Shhhh…Adopting from Ethiopia in secret

The Joint Council on International Children’s Services, a U.S. adoption agency lobbying organization, recently posted a very long policy recommendation on its website titled, “Cultural Sensitivity Regarding Adoptions in Ethiopia.” 
 
The gist of the recommendation is that adoptive parents NOT be seen publicly with their newly-adopted Ethiopian child. Why? Because non-Ethiopian people being seen in public with Ethiopian children apparently violates “cultural sensitivities”: 

“Given that the vast majority of American and European families adopting from Ethiopia are Caucasian or other non-black, the adoptive families and their Ethiopian child are easily distinguished and are often a point of curiosity among Ethiopian citizens. Understandably, due to misconceptions about adoption some Ethiopian citizens even look upon American and European adoptive families with suspicion. Cultural differences in parenting and child behavior are contributing to this suspicion.”  

Frankly, the Joint Council’s policy statement itself is culturally insensitive, painting Ethiopian citizens as ignorant, superstitious and potentially hostile natives who don’t understand adoption. When Ethiopians see white people taking away Ethiopian children by the thousands, they understand quite well the loss that international adoption means for them, their children and their country, and they understand only too well that the “help” they get from white people is taking away their children, the rest of the country’s citizens be damned. 
 
The Joint Council never explains what they mean by cultural insensitivities, but they sure sound scared at the possibility for business drying up: 

“Without exaggeration, this [cultural insensitivity] may lead to the elimination of intercountry adoption as an option for ensuring that every Ethiopian child has a safe, permanent and loving family.”  

If the sheer magnitude of international, transracial adoptions from Ethiopia looks so bad, wouldn’t the most culturally sensitive response be to find ways to keep children in country with their Ethiopian families, instead of counseling adoptive parents to slip Ethiopian children out of the country as quietly as possible so that Ethiopians don’t notice? 
 
When has secrecy in adoption ever been a good strategy?

33 thoughts on “Shhhh…Adopting from Ethiopia in secret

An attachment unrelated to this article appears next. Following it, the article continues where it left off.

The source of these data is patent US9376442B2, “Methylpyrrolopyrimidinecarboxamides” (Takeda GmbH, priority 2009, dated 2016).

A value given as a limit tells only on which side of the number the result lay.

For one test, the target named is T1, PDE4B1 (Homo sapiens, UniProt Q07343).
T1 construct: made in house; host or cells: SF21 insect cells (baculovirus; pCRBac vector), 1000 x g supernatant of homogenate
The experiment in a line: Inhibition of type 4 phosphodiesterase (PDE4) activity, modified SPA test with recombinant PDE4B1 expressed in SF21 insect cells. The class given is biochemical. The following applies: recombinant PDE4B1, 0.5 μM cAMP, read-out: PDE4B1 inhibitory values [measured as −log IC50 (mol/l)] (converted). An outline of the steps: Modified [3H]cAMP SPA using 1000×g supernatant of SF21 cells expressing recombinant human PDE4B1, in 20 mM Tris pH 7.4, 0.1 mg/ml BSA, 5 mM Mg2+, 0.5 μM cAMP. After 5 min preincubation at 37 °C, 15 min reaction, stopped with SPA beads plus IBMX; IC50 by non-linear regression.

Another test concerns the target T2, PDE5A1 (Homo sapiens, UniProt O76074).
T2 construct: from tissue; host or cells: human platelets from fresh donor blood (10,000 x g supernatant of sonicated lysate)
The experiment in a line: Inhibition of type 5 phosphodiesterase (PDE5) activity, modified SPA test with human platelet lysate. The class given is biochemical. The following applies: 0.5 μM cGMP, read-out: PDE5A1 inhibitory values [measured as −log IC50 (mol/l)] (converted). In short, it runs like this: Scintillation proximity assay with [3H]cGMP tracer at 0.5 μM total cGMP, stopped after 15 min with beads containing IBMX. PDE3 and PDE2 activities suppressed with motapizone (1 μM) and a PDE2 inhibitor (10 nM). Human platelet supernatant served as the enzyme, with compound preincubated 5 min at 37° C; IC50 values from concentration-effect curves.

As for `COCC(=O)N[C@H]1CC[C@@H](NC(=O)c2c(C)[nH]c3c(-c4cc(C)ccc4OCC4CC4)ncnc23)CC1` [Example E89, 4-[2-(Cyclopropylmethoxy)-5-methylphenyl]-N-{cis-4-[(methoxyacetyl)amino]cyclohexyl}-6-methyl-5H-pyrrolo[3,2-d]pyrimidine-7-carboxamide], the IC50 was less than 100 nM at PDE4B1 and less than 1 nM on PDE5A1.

1. “Significant numbers of Ethiopian citizens have contacted the government and more significantly with complaints.”

    My thought is that perhaps the awareness will force change in country. But that’s not JCICS’s position:

    “Actions and behaviors seen as culturally insensitive significantly contribute to the possible elimination of intercountry adoption in Ethiopia and thereby eliminate the right of every Ethiopian child to a safe, permanent and loving family.”

    “Eliminate the right?” How exactly does this eliminate the right of the child? I think they meant it eliminated the right of foreigners to have Ethiopian babies.

    I have to say that the more I hear about JCICS, the more I dislike them. It started when the then-director issued a statement about an ad that possibly portrayed two lesbians adopting. Basically the thrust was “Don’t let gay people adopt because it will screw it up for the rest of us.”

  2. The JCICS position is not just culturally insensitive, it’s totally absurd. With all the sneaking around a-parents are asked to do in the guidelines, they might just as well tell a-parents to wear blackface while in Ethiopia, or hire a black stand-in.

  3. I don’t know about here, but I do know that in France, Ethiopia is one of the few countries a-parents don’t have to go to when adopting. That is, the child can be ‘delivered’.

  4. well, JCICS is a lobbyist for adoption agencies, what ja expect, but more buffoonery. hey, gabriela63, that’s funny.

    and what about the cultural insensitivity of the adopting parents.

  5. I can see how from an outside perspective this statement seems insensitive, but having intimate knowledge of the background and context of this statement I can say with full confidence that this is extreemly senstitive and written at the request of the government of Ethiopia to agencies.